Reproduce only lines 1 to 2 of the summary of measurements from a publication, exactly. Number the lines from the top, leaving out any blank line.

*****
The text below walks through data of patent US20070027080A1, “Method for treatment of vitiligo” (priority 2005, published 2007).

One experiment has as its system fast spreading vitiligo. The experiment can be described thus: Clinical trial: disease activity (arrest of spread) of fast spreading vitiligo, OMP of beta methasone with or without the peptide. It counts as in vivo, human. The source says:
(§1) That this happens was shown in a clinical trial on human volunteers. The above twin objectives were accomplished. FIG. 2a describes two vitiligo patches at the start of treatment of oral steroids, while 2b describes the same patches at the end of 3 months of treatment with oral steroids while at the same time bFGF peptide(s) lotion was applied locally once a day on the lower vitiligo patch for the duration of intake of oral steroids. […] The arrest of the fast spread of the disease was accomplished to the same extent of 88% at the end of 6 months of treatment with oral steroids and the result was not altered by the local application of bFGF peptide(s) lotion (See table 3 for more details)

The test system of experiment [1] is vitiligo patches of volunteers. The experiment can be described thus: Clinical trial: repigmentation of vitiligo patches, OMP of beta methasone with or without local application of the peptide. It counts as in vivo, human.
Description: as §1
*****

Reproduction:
The text below walks through data of patent US20070027080A1, “Method for treatment of vitiligo” (priority 2005, published 2007).

One experiment has as its system fast spreading vitiligo. The experiment can be described thus: Clinical trial: disease activity (arrest of spread) of fast spreading vitiligo, OMP of beta methasone with or without the peptide. It counts as in vivo, human. The source says: